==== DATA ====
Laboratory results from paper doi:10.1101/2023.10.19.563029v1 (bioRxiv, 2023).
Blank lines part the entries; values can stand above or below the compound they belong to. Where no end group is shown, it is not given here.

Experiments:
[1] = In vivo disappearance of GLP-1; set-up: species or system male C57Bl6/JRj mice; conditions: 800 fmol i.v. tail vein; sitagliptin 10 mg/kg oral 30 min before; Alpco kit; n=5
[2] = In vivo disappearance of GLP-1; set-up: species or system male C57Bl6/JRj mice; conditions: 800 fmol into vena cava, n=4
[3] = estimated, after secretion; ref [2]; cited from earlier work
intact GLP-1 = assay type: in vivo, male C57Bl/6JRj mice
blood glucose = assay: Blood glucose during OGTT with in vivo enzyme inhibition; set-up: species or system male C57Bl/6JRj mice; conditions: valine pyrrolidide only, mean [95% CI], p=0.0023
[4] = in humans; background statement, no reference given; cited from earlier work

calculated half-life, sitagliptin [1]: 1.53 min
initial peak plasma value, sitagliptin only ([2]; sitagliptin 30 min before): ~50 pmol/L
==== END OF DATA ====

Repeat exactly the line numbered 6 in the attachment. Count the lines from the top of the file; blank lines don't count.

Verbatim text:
[3] = estimated, after secretion; ref [2]; cited from earlier work